Next on her ‘to-do’ list was to create sustainable production. Her equation looks something like this:
RECYCLING + LOCALLY SOURCED ORGANIC MATERIALS + TALENTED HANDS = LOW CARBON FOOTPRINT + ENVIRONMENTAL RESPECT + COOL PRODUCTS
Talk about a recipe for success. Bethlehem’s thinking was that, in Ethiopia, recycling things is a way of life. In fact, people have been recycling for years and years without ever calling it recycling. When there are limited resources everything is valued and valuable. Everything has its purpose – even if it is not the original purpose it was intended for. For Ethiopians, ingenuity + resourcefulness equals TRUE RECYCLING.
Bethlehem’s company has taken the traditional Ethiopian selate shoe (recycled tire shoe) and re-imagined it as a very hip, dynamic, eye-catching fashion. Her staff of hardworking Ethiopians regularly challenge themselves to find new uses for indigenous and recycled materials. Styles include camouflages put into peaceful use, ingenious arrays and uses of Ethiopian hemps, and on to the most wild use of tires and inner tubes you can imagine.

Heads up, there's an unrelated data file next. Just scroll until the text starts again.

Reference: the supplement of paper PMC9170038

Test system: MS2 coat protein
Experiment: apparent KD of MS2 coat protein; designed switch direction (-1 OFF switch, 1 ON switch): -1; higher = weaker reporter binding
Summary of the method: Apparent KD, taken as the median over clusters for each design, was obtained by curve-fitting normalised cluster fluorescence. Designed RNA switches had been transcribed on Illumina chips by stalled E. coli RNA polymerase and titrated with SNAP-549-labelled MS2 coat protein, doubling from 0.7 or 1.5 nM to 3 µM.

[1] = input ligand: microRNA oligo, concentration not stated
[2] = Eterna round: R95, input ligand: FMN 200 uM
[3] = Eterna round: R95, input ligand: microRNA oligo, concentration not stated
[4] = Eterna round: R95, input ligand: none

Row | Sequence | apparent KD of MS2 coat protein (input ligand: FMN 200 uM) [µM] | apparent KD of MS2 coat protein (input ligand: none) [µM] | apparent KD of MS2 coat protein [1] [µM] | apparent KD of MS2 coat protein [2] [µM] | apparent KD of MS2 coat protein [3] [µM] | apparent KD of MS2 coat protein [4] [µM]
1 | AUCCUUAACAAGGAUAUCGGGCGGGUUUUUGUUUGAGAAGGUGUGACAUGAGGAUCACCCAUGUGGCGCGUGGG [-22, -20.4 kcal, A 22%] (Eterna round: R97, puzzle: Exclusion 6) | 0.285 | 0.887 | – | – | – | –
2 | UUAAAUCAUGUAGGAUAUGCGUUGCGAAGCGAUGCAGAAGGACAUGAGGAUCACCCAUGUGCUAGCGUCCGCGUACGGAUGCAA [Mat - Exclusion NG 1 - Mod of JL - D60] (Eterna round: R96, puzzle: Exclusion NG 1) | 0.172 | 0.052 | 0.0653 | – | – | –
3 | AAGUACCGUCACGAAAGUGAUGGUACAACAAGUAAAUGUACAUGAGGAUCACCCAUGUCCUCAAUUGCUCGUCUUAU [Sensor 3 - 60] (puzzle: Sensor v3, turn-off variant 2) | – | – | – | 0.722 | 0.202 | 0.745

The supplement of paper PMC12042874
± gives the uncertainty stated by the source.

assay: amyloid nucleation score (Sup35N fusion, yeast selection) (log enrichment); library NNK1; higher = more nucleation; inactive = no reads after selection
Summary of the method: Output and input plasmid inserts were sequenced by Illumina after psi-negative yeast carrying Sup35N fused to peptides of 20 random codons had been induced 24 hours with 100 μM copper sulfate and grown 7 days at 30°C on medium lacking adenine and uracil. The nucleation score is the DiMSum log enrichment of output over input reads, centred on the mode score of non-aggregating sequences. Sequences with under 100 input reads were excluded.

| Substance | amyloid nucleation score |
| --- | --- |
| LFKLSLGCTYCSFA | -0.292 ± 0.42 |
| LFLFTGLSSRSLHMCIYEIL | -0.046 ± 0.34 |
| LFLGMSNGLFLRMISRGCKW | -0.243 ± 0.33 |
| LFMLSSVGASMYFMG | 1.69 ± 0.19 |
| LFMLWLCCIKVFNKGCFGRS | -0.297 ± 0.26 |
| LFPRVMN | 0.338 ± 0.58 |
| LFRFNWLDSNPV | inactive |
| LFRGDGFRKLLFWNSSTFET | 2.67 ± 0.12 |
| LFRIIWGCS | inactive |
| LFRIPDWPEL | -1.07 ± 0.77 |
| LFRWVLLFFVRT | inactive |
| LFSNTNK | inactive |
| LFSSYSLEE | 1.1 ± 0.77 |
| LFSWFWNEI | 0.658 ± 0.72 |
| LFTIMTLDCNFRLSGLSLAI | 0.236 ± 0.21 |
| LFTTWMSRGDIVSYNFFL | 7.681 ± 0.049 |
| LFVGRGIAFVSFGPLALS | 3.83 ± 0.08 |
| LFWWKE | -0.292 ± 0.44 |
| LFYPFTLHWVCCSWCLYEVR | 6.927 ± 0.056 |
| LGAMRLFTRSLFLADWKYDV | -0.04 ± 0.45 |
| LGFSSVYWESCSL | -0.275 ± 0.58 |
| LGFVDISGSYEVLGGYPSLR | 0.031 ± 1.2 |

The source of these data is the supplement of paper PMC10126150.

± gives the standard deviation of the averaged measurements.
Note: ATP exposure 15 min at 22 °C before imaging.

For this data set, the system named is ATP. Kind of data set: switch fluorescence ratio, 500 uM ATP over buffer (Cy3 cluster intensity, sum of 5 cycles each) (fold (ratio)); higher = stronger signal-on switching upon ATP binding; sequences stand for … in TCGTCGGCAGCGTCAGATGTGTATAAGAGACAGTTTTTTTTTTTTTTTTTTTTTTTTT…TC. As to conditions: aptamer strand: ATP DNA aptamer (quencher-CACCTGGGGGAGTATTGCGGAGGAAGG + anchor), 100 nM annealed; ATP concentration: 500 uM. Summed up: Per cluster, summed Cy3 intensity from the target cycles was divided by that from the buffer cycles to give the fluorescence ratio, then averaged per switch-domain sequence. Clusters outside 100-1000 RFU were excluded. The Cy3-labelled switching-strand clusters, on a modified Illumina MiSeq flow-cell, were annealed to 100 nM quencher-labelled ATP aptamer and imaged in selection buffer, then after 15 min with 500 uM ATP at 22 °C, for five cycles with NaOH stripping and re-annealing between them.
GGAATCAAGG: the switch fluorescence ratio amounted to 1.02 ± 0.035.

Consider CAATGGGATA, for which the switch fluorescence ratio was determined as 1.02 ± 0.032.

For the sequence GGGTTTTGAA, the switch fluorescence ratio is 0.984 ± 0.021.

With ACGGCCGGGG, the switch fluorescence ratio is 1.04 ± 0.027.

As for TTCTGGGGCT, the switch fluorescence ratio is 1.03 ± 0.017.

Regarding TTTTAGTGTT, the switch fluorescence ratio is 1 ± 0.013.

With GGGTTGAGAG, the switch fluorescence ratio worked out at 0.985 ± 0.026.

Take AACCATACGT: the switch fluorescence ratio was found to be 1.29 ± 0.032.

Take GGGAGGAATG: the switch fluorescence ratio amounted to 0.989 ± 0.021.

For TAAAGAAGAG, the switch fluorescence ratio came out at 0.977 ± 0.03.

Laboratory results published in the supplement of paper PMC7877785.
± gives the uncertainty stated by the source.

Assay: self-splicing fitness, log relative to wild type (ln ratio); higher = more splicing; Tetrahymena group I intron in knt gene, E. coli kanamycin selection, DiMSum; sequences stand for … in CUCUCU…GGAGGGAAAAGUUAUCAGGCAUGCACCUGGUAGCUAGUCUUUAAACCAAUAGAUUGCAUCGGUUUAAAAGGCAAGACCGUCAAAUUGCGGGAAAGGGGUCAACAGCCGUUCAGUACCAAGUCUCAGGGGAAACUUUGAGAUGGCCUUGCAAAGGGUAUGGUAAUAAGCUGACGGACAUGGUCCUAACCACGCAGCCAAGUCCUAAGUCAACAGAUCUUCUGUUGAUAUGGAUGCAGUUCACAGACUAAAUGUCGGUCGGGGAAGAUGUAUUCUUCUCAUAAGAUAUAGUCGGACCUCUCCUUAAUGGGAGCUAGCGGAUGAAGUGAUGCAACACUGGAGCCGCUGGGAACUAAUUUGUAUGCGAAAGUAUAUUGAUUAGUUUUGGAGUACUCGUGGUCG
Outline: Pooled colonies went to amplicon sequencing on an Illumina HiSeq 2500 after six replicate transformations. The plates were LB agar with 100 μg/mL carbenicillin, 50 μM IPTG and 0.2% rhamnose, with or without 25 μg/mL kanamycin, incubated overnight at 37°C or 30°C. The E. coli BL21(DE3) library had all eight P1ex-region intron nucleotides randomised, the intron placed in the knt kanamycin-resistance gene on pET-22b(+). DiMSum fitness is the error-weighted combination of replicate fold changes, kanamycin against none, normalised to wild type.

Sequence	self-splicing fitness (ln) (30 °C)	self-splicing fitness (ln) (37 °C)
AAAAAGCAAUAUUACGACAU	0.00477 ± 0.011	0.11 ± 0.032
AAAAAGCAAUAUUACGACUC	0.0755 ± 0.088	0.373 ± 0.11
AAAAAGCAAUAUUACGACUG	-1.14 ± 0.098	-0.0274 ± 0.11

Preserving Ethnic Heritage
Part of the company’s success, in addition to its beautiful products and commitment to workers, is the way it leverages the uniquely Ethiopian heritage to build a global, market leading eco-ethical brand. Everything the company does is guided by applying the unique cultural arts practiced in Ethiopia for millennia. By preserving important cultural assets in fresh, fun, dynamic new fashions, it’s a win/win for both producer and purchaser.
Sole Rebels believes in building power for workers and their surrounding community. Every action the company takes is with community betterment in mind. Besides creating a myriad of employment opportunities and always looking to increase these, the company challenges themselves to do more, more, more! One example of the kind of giving back Sole Rebels does is their artisan education fund. This fund provides monies for the education of Sole Rebel artisan’s children and/or the children of close relatives. Like all Sole Rebel programs the artisan education fund is flexible and demand driven – meaning the workers get to decide where to allocate money.
Fair trade, fun fashions, eco-friendly materials, and well-made long-lasting shoes – what could be more joyful!